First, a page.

Fight Week Preview: Pacquiao, Broner Offer Study in Contrasts
Sports . Content . 3 Minutes . Jason Hirthler
On Saturday night, Philippine Senator and future first-ballot Hall of Famer Manny Pacquiao (60-7-2, 39 KOs) will face four-division champion Adrien Broner (33-3-1, 24 KOs) at the MGM Grand Garden Arena in Las Vegas for Pacquiao’s WBA welterweight belt. You can watch the fight live on SHOWTIME PPV (9 p.m. ET/6 p.m. PT) on DIRECTV. The matchup offers a fascinating study in contrasts. In one corner, a humble living legend who soldiers into his forties still a master of his craft. In the other, an exceptional talent and outspoken showman not yet thirty years of age but looking to redeem an already accomplished career. Each fighter offers a rich resume of storylines that will doubtless inspire outsized opinions from pundits and fans leading up to the Saturday showdown.
Since he first stormed through the ropes as a young dervish in 1995, Manny Pacquiao has been making history in the boxing world. The “Pacman” is the only fighter to win belts in eight different divisions--a staggering accomplishment, particularly when you consider the work that goes into a rise in weight class. The champ now fights at 147 pounds though, as he was with Floyd Mayweather and Jeff Horn, he is regularly facing larger men in the ring. But that is simply another reason to admire the Filipino Senator’s unrivaled achievements. Max Kellerman, erstwhile HBO ringside analyst, famously argued that Pacquiao is, historically, a greater fighter than Mayweather. He used Manny’s brilliant rise from a 106-pound flyweight fighter to welterweight as Exhibit A. Many observers concur, and Pacquiao is BoxRec’s third ranked pound-for-pound boxer of all time.
It is mind-boggling to realize that Pacquiao, the current WBA (Regular) Welterweight Champion, was named “Fighter of the Decade” for 2000s, an era in which he competed largely in the featherweight division before rising through lightweight to welterweight by 2010. And yet the 40-year old veteran still dazzles in the ring, as anyone who watched his dismantling of then WBA welterweight champ Lucas Matthysse could attest.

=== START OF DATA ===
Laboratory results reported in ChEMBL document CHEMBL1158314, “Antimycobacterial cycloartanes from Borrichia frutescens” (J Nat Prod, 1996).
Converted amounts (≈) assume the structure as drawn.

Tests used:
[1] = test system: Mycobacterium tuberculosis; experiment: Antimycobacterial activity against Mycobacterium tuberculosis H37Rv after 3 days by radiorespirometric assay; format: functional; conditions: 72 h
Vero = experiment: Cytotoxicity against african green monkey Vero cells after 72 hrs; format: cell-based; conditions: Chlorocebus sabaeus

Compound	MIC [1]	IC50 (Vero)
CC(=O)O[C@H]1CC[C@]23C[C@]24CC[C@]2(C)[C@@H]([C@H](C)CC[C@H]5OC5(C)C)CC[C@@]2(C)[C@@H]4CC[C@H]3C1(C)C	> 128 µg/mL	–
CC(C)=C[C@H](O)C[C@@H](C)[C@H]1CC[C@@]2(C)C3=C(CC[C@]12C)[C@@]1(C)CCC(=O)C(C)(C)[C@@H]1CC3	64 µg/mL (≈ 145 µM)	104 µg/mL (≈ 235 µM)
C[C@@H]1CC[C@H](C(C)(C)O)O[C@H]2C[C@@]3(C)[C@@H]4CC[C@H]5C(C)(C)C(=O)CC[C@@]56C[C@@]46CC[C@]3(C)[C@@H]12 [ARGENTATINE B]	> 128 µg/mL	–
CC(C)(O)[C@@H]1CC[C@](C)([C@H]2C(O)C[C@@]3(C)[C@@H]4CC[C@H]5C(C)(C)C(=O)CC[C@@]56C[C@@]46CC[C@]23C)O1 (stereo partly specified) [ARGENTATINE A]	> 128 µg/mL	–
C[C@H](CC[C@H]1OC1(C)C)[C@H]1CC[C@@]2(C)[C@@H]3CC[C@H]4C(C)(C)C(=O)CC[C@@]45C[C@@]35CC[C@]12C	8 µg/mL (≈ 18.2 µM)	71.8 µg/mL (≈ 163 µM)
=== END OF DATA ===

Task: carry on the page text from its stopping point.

Pacquiao’s resume reads like a hit list of former champions, almost all of them gone from the ring: Marco Antonio Barrera, Juan Manuel Marquez, Erik Morales, Oscar De La Hoya, Ricky Hatton, Miguel Cotto, Antonio Margarito, Shane Mosley, Timothy Bradley, and now Adrien Broner. Still Pacquiao fights on, and at a level few have been able to match.
All About the Billions (AB)
For his part, Adrien “The Problem” Broner is anxious to re-establish his trajectory to the top of the sport, and sustain the star power that has made him one of the biggest draws in boxing. Once touted as the heir apparent to Floyd Mayweather in boxing’s glamourous middle divisions, Broner scored impressive wins against talented champions including Antonio DeMarco and Paulie Malignaggi, as well as an impressive comeback in a majority draw against former two-division champ Jessie Vargas. The immensely talented Broner has won belts in four weight classes, including the WBA welterweight title Pacquiao currently holds, and all before his thirtieth birthday, an impressive feat by any measure. But losses to Mikey Garcia, Marcos Maidana, and Shawn Porter have dimmed the wattage of Broner’s star, leaving the Ohio native hungry to notch a career-defining victory against a bonafide boxing legend.
Broner also has natural advantages over Manny Pacquiao, being a broader shouldered fighter with a two and a half inch reach advantage and a one-inch height advantage. Then there’s Father Time. Broner is just 29 years old, an age at which many fighters reach their prime. In his last 13 fights, Pacquiao has only fought three men in their twenties when they entered the ring, and he lost two of those fights (to Timothy Bradley and Jeff Horn, both controversially). Broner may bring his relative youth to bear against a legend entering his fifth decade.
Broner is also a polarizing figure in the fight game, but as a result has drawn huge numbers for SHOWTIME PPV and throngs of fans who either love him, or love to hate him. His flashy entrances and penchant for verbal sparring with opponents provide a striking dichotomy paired with Manny Pacquiao’s typically low-key pressers and face offs. Check out this list from Premier Boxing Champions (PBC) of Broner’s five greatest ring walks, replete with ski masks, impromptu dancing, and celebrity rappers carrying championship belts. And while an exhaustive run through of the Pacman’s greatest hits would require a series of posts, here’s PBC’s take on the five fights that made Manny an all-time great.
Before the fight, take a look at SHOWTIME’s always colorful series All-Access, which draws the contrasts between the two veteran fighters, but also captures their common ground: both emerged from hardscrabble early lives with the help of a sport they came to love.
Regardless of who you’re rooting for, Saturday night will likely offer some thrilling action between two of the major talents of the decade. The undercard will also feature two-division world champion Badou Jack against undefeated contender Marcus Browne for the WBA Interim Light Heavyweight Championship. Don’t miss any of the action this Saturday night, live from the MGM Grand Garden Arena in Las Vegas, only on SHOWTIME PPV (9 p.m. ET/6 p.m. PT) on DIRECTV.